Is Every Woman Here A Sex Change?” — Trans In Cyberpunk RPG

“Take a pretty boy, nip off his couilles and buy him a silicone balcony that could seat an underfed family of three, and before you know it, she’s digging around in your wallet.” — When Gravity Fails, George Alec Effinger
“The Magnetic Dog Sisters were on the door that night, and I didn’t relish trying to get out past them if things didn’t work out. They were two meters tall and thin as greyhounds. One was black and the other white, but aside from that they were as nearly identical as cosmetic surgery could make them. They’d been lovers for years and were bad news in the tussle. I was never quite sure which one had originally been male.” — Johnny Mnemonic, William Gibson
“On this day I want to tell you about, there were a boy, a girl and a love story. Now, although I haven’t said much so far, none of it is true. The boy was not what you and I would normally think of as a boy, because he was a hundred and eighty-seven years old… The reason the girl was not a girl was that she was a boy.” — Day Million, Frederik Pohl

Believe it or not, when Christine Jorgenson first appeared in the public eye in the late 40s/early 50s, her transition was considered a technological miracle. A marvellous Atomic Age tribute to American exceptionalism. “Ex-GI Becomes Blonde Beauty” proclaimed enthusiastic headlines, as her and other “Atomic Age Transsexuals” were celebrated.

Unfortunately, the Atomic Age fascination with transsexuals went pretty much the same way as Fiestaware, from embracing wonder to fear to kitschy acknowledgement, but that is literally a different article. Meanwhile Sci-Fi, like other pulp literature, went back to more abstract coding of queerness. Direct mentions of transgender leanings were extremely rare (Day Million by Frederik Pohl being a notable exception).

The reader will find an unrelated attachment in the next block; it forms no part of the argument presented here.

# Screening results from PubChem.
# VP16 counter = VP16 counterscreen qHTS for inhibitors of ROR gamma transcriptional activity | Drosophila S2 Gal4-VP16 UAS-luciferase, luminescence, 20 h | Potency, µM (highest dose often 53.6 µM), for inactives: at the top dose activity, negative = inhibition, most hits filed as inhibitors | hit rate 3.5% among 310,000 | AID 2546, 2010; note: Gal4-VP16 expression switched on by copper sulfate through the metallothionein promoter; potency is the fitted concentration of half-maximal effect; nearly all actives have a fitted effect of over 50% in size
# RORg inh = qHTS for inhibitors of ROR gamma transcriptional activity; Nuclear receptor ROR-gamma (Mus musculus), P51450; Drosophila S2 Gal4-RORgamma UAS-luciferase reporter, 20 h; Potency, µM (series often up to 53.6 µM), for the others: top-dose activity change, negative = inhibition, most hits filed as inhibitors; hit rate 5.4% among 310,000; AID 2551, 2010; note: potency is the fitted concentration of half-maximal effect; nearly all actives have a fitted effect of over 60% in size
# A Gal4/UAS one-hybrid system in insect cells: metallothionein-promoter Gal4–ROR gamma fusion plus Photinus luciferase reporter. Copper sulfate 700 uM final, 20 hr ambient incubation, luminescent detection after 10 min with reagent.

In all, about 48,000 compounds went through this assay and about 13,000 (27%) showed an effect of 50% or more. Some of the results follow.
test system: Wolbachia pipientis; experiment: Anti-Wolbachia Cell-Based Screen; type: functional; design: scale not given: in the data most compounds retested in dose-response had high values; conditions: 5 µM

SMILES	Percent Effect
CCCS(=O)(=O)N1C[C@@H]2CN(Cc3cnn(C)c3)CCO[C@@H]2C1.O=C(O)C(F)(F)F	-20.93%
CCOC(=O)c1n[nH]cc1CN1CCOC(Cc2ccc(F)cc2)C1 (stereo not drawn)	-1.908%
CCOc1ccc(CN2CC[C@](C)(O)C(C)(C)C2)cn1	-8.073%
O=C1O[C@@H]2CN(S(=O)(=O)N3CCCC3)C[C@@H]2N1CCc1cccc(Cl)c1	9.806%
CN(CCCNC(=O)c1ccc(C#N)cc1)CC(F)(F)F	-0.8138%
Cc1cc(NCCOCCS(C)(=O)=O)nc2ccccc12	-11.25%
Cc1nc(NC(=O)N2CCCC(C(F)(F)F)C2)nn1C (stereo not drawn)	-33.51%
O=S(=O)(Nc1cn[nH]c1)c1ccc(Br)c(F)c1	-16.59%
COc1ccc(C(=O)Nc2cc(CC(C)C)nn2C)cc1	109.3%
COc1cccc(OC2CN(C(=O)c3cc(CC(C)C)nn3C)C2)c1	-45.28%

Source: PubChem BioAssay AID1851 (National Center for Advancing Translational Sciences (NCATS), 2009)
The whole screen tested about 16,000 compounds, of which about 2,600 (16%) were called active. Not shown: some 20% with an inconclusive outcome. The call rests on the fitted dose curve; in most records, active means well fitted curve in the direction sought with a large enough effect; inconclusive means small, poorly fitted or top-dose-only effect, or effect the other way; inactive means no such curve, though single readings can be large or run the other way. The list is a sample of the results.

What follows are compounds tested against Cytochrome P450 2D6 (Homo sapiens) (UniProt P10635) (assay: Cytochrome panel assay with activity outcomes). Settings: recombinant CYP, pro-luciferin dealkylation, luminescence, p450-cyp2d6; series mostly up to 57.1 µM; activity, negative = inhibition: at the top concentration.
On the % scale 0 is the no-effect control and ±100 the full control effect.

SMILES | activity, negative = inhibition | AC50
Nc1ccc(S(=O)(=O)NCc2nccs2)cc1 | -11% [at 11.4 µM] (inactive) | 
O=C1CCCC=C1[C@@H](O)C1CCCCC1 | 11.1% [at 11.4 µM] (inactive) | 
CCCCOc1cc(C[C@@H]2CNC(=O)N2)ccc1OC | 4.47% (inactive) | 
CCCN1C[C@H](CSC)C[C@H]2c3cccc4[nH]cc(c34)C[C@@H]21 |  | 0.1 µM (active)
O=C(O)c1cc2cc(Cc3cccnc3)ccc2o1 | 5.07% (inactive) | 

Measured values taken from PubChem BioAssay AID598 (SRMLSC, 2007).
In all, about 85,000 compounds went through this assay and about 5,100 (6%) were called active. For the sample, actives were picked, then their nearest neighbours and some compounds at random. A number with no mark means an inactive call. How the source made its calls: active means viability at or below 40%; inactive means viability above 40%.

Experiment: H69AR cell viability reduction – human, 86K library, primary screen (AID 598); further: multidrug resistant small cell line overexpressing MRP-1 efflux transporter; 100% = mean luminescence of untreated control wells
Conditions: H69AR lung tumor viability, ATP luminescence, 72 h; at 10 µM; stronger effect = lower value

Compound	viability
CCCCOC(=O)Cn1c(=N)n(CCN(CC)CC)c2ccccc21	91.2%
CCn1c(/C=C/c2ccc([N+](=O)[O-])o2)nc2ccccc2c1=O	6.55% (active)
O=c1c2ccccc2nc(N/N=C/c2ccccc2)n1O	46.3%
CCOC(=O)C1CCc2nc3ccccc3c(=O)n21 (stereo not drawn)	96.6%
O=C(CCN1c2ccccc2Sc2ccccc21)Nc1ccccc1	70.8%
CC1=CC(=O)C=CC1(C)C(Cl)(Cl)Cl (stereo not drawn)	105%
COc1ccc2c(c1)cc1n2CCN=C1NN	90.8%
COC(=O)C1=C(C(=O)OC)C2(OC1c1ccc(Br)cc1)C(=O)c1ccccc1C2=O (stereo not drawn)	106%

But in the 90s, the cyberpunk genre emerged to dust off these Atomic Age artefacts and carefully lay a patina of grunge over them, showcasing them between images of shock value fetish and surprisingly accurate speculation on an internet culture that was barely beginning to exist. Atomic Age fascination with transsexuals as a form of body augmentation fared no differently. The genre, with it’s focus on self-identity, chaos and tech, seemed to go hand in hand with tabletop and computer role-playing, and many series developed congruently with their spin-off RPGs. Hell, even Infocom, the makers of Zork, released a computer game where you could do drugs and hook up with transsexual strippers.

Circuits Edge, Infocom, 1990. Also, yikes.

In this article, I’m focusing mainly on the tabletop RPGs, because I believe the rules for such reveal quite a bit of underlying meaning even deeper than cherry-picked quotes. For instance, getting into the actual mechanics of changing sex in these games, it’s worth noting that these rules are always listed side-by-side with things like cybernetic implants and other biomechanical augmentation. For instance:

Cyberpunk 2020: When Gravity Fails

Personally, I really enjoy the source material as a problematic fave. The original book series takes place in a world where the Middle East has become the primary cultural center and The West has declined to third-world status. Arabic is considered the primary language, and cultural turns of phrase are commonly used. This is presented as simply neutral fact, without inserted white persecution fantasies of a Sharia Law dystopia. I still consider this an extremely innovative narrative exploration, and reading this book probably one of the fundamental moments of unpacking my own internalized Islamaphobia.